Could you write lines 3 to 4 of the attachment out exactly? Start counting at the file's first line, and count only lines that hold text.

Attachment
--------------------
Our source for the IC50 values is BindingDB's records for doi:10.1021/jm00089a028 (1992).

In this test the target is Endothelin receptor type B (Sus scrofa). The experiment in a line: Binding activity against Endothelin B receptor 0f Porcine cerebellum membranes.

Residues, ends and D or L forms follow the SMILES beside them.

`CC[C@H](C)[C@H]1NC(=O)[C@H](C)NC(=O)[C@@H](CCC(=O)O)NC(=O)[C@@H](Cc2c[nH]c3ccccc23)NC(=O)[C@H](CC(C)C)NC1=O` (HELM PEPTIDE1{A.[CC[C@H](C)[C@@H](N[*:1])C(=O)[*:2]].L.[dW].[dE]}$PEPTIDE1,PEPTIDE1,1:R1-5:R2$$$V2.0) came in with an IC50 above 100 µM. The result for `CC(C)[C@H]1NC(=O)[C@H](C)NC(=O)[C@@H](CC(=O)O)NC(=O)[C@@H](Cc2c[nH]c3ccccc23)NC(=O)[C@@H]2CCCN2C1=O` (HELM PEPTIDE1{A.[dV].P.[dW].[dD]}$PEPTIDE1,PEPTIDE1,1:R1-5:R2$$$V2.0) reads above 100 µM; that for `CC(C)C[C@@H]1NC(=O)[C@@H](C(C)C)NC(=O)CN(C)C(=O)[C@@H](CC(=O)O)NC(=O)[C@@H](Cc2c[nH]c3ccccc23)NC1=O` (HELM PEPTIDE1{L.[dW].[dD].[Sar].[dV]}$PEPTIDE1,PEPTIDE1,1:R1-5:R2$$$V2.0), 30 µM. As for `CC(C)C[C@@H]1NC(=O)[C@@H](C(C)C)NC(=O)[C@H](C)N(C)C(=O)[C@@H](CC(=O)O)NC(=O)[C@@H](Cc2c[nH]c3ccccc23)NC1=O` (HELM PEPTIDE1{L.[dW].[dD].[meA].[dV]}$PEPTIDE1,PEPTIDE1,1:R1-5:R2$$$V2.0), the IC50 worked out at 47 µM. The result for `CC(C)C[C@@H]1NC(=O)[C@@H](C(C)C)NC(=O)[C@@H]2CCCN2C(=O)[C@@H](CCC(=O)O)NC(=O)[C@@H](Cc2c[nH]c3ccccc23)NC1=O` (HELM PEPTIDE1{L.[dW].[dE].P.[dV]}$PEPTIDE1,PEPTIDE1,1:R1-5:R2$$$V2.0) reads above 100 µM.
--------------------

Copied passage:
Residues, ends and D or L forms follow the SMILES beside them.

`CC[C@H](C)[C@H]1NC(=O)[C@H](C)NC(=O)[C@@H](CCC(=O)O)NC(=O)[C@@H](Cc2c[nH]c3ccccc23)NC(=O)[C@H](CC(C)C)NC1=O` (HELM PEPTIDE1{A.[CC[C@H](C)[C@@H](N[*:1])C(=O)[*:2]].L.[dW].[dE]}$PEPTIDE1,PEPTIDE1,1:R1-5:R2$$$V2.0) came in with an IC50 above 100 µM. The result for `CC(C)[C@H]1NC(=O)[C@H](C)NC(=O)[C@@H](CC(=O)O)NC(=O)[C@@H](Cc2c[nH]c3ccccc23)NC(=O)[C@@H]2CCCN2C1=O` (HELM PEPTIDE1{A.[dV].P.[dW].[dD]}$PEPTIDE1,PEPTIDE1,1:R1-5:R2$$$V2.0) reads above 100 µM; that for `CC(C)C[C@@H]1NC(=O)[C@@H](C(C)C)NC(=O)CN(C)C(=O)[C@@H](CC(=O)O)NC(=O)[C@@H](Cc2c[nH]c3ccccc23)NC1=O` (HELM PEPTIDE1{L.[dW].[dD].[Sar].[dV]}$PEPTIDE1,PEPTIDE1,1:R1-5:R2$$$V2.0), 30 µM. As for `CC(C)C[C@@H]1NC(=O)[C@@H](C(C)C)NC(=O)[C@H](C)N(C)C(=O)[C@@H](CC(=O)O)NC(=O)[C@@H](Cc2c[nH]c3ccccc23)NC1=O` (HELM PEPTIDE1{L.[dW].[dD].[meA].[dV]}$PEPTIDE1,PEPTIDE1,1:R1-5:R2$$$V2.0), the IC50 worked out at 47 µM. The result for `CC(C)C[C@@H]1NC(=O)[C@@H](C(C)C)NC(=O)[C@@H]2CCCN2C(=O)[C@@H](CCC(=O)O)NC(=O)[C@@H](Cc2c[nH]c3ccccc23)NC1=O` (HELM PEPTIDE1{L.[dW].[dE].P.[dV]}$PEPTIDE1,PEPTIDE1,1:R1-5:R2$$$V2.0) reads above 100 µM.